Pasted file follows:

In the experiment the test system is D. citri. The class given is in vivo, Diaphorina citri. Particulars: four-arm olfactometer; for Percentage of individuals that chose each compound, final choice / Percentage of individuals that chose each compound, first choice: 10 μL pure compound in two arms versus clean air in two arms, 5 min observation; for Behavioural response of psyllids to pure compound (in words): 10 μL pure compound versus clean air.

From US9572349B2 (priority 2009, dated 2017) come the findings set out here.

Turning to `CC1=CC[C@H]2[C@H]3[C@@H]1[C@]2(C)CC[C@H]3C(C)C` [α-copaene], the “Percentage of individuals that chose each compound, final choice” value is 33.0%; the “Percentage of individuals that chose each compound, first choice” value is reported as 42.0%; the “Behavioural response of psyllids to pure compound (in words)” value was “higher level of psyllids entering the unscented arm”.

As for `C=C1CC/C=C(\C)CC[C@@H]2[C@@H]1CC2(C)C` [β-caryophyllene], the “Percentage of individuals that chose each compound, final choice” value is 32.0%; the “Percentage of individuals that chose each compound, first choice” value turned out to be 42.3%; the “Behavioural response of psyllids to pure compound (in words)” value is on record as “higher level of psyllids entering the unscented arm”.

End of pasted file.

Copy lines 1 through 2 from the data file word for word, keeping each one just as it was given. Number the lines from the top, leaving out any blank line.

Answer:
In the experiment the test system is D. citri. The class given is in vivo, Diaphorina citri. Particulars: four-arm olfactometer; for Percentage of individuals that chose each compound, final choice / Percentage of individuals that chose each compound, first choice: 10 μL pure compound in two arms versus clean air in two arms, 5 min observation; for Behavioural response of psyllids to pure compound (in words): 10 μL pure compound versus clean air.

From US9572349B2 (priority 2009, dated 2017) come the findings set out here.